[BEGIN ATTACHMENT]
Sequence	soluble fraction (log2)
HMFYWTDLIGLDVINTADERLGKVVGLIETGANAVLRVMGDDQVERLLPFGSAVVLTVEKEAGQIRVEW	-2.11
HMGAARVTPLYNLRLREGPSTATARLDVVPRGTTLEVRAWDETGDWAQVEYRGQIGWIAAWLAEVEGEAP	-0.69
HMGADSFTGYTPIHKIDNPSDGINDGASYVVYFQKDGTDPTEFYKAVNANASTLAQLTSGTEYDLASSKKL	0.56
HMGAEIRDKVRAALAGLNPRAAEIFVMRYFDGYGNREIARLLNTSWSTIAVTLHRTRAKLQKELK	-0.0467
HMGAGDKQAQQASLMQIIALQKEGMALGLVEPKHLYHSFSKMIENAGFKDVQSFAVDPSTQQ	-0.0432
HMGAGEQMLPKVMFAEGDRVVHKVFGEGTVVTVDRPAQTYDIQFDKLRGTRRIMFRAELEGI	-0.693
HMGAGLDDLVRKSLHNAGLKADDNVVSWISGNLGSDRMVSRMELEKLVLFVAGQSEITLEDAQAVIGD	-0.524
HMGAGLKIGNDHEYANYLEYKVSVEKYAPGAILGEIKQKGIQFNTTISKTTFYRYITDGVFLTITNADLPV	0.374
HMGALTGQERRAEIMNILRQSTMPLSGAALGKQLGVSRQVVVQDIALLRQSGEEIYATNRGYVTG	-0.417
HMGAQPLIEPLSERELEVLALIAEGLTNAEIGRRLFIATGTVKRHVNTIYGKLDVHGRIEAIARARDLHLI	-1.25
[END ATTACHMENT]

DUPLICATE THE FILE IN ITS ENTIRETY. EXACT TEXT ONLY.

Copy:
Sequence	soluble fraction (log2)
HMFYWTDLIGLDVINTADERLGKVVGLIETGANAVLRVMGDDQVERLLPFGSAVVLTVEKEAGQIRVEW	-2.11
HMGAARVTPLYNLRLREGPSTATARLDVVPRGTTLEVRAWDETGDWAQVEYRGQIGWIAAWLAEVEGEAP	-0.69
HMGADSFTGYTPIHKIDNPSDGINDGASYVVYFQKDGTDPTEFYKAVNANASTLAQLTSGTEYDLASSKKL	0.56
HMGAEIRDKVRAALAGLNPRAAEIFVMRYFDGYGNREIARLLNTSWSTIAVTLHRTRAKLQKELK	-0.0467
HMGAGDKQAQQASLMQIIALQKEGMALGLVEPKHLYHSFSKMIENAGFKDVQSFAVDPSTQQ	-0.0432
HMGAGEQMLPKVMFAEGDRVVHKVFGEGTVVTVDRPAQTYDIQFDKLRGTRRIMFRAELEGI	-0.693
HMGAGLDDLVRKSLHNAGLKADDNVVSWISGNLGSDRMVSRMELEKLVLFVAGQSEITLEDAQAVIGD	-0.524
HMGAGLKIGNDHEYANYLEYKVSVEKYAPGAILGEIKQKGIQFNTTISKTTFYRYITDGVFLTITNADLPV	0.374
HMGALTGQERRAEIMNILRQSTMPLSGAALGKQLGVSRQVVVQDIALLRQSGEEIYATNRGYVTG	-0.417
HMGAQPLIEPLSERELEVLALIAEGLTNAEIGRRLFIATGTVKRHVNTIYGKLDVHGRIEAIARARDLHLI	-1.25